This will be the first Okkervil streaming show we’ve done his year, and I’m super excited about it. We’ll have more details soon on when it will air, but we wanted to open requests ASAP. So if you plan to watch start submitting requests via the request form link in the comment section! (But not in comments themselves please). Note that we’ll still be taking requests from the big cities but we’ll be giving extra weight to requests from people in towns we’ve never hit with the #raritiesandrequests format.

Releases September 18th, 2020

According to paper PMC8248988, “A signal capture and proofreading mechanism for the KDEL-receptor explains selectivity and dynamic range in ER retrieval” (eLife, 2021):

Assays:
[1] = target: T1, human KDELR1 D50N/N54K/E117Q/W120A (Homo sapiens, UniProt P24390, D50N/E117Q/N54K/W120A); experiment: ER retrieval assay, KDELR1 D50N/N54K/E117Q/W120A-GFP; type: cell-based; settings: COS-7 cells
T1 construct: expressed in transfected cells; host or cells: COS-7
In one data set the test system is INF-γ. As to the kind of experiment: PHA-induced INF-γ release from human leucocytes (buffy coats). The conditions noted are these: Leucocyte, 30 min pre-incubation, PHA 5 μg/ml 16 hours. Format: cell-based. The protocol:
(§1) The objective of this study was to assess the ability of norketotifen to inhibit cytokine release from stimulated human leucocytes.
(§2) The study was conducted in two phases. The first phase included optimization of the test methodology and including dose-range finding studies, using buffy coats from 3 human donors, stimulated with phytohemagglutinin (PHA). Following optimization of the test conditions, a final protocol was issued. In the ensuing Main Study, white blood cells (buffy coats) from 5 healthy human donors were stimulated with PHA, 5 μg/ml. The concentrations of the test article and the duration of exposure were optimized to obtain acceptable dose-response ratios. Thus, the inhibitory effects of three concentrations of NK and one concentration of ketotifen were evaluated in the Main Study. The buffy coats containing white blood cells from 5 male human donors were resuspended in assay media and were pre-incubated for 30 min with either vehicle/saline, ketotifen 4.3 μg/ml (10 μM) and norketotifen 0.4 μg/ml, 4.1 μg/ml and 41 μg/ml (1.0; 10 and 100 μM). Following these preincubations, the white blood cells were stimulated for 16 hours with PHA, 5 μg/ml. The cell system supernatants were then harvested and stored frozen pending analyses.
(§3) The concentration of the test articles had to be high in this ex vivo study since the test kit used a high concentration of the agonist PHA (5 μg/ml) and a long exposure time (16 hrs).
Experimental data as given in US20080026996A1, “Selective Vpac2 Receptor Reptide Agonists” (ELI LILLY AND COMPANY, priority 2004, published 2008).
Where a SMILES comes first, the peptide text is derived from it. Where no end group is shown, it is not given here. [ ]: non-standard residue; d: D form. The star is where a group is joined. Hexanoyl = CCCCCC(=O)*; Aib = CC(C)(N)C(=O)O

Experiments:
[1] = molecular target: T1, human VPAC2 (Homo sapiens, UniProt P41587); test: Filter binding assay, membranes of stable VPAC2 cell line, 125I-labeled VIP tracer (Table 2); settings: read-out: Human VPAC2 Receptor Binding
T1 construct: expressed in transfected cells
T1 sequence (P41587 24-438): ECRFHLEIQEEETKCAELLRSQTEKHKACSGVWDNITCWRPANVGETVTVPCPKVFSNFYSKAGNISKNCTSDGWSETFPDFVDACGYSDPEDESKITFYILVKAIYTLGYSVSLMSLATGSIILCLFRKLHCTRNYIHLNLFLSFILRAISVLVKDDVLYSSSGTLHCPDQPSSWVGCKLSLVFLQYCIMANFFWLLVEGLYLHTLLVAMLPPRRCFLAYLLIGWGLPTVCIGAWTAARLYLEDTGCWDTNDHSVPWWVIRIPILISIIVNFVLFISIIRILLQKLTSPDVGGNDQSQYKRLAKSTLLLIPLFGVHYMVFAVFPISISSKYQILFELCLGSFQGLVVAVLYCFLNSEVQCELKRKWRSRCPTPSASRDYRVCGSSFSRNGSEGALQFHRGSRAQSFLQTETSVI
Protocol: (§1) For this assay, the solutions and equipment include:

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Hovvdy released a new single, “Runner,” last month, and now they’ve followed it with a second, which “is about the mixed emotions when a relationship has to change or end,” Will Taylor says. “Grief and relief. We were excited to pull the guitars back to let the vocals and ambient textures shine. The clank and swing of the programmed drums create a resonance and energy that brings it all together.”

Hailing from Austin, Texas, indie-pop duo Hovvdy are back again with another sumptuous treat for our ears with new single; ‘I’m Sorry’. Shortly after their release of ‘Runner’ — released just last month — ‘I’m Sorry’ is Will Taylor and Charlie Martin at their finest; delightfully odd as always, whilst showcasing dreamy melodies that are best suited to lying in bed on a calm Sunday morning.